The Hornet is one of the most sold bikes at BR… and thieves act when you are riding the bike, they come with SS, in 2 or 3 bikes, then they point the gun and force you to stop, sometimes they just shot you at the arm or leg, forcing you to stop, so HISS can’t act… they dismont the bike and sell the pieces, or use the bikes at “favela” and to assalt stores and gas stations or another bikes, all kind of bike is stolen at BR except Harleys Davidson and this kinds of bikes… the top BR stolen bikes at Aug/2013 > http://www.estadao.com.br/jornal-do-carro/noticias/motos,saiba-quais-sao-as-motos-mais-roubadas-e-furtadas-do-pais,13895,0.htm

            • Hooligan

              Ahh so bike jacking, rather than lifting a parked bike. Nobody wants to steal a HD? ha ha ha. I have visited Brazil – Salvador & Rio so know what it’s like.

              • Alberto Morgado

                So you can survive at any place in the world (because you visited Rio de Janeiro)… Congratz!!
                I dont like Rio, and i’m glad that i never visited this city… HD in BR is just for old people, fat people or who are tired of being stolen with other types of bike… I think I’m lucky! I almost got stolen 2 times when I used to have a ER6n (naked ninja 650), so I sell this bike and now i have a Yamaha XTZ Lander 250…

  • John Ash

    Meh. None of those interest me at all. The KTMs. The Triumph Sprint GT. The Honda CrossRunner perhaps.

  • http://www.biker.my Biker.my

    MT-07? The sexiest!

  • Doug Erickson

    i want, nay NEED, the bellagio.

  • http://www.themotorcycleobsession.com/ Chris Cope

    I live over here in Not America and I have seen a few XJRs on the road. The general impression I get is that they are parts-bin bikes that don’t offer as much as they should (no ABS, for example) and can’t decide what they want to be. The Kawasaki W800 is also a wash as far as I’m concerned. It costs more than a Bonneville and has drum brakes. Meanwhile, you pretty much do have the Honda CB650F. The CBR650F is sold in the United States; it’s basically the exact same bike but with fairing.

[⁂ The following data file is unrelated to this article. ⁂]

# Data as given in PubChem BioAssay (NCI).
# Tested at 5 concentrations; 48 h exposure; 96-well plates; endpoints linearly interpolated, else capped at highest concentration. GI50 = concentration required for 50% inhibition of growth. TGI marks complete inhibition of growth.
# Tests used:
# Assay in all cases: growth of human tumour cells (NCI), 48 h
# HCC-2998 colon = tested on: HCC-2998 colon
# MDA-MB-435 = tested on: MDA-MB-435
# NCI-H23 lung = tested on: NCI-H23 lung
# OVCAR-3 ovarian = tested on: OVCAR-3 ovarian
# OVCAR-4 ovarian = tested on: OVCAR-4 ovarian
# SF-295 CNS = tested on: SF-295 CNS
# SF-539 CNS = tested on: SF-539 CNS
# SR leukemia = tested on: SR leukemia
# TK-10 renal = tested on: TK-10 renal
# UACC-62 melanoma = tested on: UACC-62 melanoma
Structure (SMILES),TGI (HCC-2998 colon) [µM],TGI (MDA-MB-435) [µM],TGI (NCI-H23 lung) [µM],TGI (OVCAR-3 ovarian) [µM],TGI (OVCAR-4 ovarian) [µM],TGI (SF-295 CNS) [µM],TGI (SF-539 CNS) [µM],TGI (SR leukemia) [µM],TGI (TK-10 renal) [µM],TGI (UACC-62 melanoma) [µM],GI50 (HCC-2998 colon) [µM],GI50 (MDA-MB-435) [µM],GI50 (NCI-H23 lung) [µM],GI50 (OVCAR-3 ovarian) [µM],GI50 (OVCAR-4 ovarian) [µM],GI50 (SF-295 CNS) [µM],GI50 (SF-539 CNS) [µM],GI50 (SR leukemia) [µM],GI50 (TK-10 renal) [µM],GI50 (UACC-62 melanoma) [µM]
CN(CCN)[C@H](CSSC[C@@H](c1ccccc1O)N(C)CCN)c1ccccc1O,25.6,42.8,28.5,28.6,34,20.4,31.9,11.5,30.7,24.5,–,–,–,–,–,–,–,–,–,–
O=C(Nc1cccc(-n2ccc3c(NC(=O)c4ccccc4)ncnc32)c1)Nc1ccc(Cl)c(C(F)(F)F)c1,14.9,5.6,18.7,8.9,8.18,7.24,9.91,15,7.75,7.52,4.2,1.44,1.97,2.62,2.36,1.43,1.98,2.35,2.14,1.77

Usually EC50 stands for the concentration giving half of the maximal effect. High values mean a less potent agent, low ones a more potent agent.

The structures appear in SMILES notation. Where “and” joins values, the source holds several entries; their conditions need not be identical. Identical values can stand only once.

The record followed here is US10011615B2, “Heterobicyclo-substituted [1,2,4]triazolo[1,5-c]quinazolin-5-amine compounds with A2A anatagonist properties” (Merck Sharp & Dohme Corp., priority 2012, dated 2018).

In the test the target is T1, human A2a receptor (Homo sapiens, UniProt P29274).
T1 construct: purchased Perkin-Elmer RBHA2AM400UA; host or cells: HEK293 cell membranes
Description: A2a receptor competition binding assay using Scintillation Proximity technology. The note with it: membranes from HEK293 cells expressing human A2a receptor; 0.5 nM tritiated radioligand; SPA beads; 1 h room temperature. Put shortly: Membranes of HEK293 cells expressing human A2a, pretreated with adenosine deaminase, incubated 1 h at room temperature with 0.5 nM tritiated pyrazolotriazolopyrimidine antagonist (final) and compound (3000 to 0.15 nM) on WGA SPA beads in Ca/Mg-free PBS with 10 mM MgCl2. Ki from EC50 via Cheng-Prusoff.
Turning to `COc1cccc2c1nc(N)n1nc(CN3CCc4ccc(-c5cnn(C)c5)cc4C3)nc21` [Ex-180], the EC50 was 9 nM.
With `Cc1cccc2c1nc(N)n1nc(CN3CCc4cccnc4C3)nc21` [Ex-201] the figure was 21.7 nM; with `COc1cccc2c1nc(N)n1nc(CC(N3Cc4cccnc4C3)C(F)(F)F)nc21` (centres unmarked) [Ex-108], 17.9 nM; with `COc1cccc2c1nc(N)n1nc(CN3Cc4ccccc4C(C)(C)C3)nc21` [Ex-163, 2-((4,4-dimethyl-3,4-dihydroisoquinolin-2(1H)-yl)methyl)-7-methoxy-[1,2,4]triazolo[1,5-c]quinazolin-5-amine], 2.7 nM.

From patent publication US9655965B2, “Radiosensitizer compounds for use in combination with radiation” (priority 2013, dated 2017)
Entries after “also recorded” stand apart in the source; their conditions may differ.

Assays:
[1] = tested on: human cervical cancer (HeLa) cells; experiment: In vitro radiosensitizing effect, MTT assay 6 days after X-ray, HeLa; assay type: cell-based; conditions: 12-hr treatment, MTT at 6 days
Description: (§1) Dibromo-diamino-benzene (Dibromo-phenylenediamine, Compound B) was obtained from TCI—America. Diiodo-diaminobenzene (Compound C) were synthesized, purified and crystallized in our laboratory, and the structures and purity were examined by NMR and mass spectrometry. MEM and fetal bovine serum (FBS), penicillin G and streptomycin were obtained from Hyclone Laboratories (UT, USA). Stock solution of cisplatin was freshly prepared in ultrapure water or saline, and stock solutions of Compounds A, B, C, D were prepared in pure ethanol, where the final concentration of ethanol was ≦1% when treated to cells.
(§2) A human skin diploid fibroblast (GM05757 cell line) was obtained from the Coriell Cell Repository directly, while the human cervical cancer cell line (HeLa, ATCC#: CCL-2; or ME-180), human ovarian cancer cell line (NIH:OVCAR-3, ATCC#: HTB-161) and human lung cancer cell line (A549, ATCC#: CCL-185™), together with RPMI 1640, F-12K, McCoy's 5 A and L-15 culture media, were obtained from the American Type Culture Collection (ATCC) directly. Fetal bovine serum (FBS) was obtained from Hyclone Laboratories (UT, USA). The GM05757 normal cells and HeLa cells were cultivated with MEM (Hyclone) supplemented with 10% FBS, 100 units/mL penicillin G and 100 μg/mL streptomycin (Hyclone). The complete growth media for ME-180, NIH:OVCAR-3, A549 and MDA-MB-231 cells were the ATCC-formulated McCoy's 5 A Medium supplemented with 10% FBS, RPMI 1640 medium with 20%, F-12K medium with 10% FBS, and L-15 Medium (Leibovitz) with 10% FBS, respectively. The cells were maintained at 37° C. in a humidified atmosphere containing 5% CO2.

One bike you should be jealous of is the Honda CBF1000. It gets totally overlooked for its greatness here. The thing is a do-everything machine that will not break. Not sexy, admittedly, but it’s just so damned useful.

    • Hooligan

      Sir, I admire you for your frankness about the CBF.

  • Sam

    The Yamaha FZ-07 and the Kawasaki W800 should be here and
    there’s no reason for their absence. The Yamaha MT-07 is one of the bestt reviewed bikes I’ve ever seen in the
    European press. The FZ-07 is coming thanks to CARB and will probably be announced
    sometime in July with an August or September delivery as a 2015 model.

    Don’t get me started on Kawasaki. It has dropped the ball on
    the W650 model since its inception in 1999 and for its brief 2000 to 2001 sales
    in the United States. It has been 15 years since its disastrous launch with no
    press or media. Dumped into dealerships with little or no knowledge or
    acknowledgment of what the motorcycle was or of the rider who was looking for a
    better British bike. In hindsight I like to say that Kawasaki was just ahead of
    their time, but now they are sorely out of time and need to get this model back
    to market.

    In the ensuing 13years Triumph has sold over 100,000
    Bonneville’s. Niche model my A$$! Masafumi “Masa” Nakagawa you just took over
    at Kawasaki USA, time to right the ship and correct a historical wrong.

  • Hooter

    MAYBE the Bellagio would sell in limited numbers, it’s the most artistic of the bunch. The others are ugly or examples of failures in the US. They’d just sit on the showroom. The product planners were right to keep them out.

  • KC

    The Moto Guzzi Bellagio is nice, but there’s the 1200 Sport. That’s motorcycle art.

  • Kamenashi

    I also wish the Honda CB1300 came to the states, but…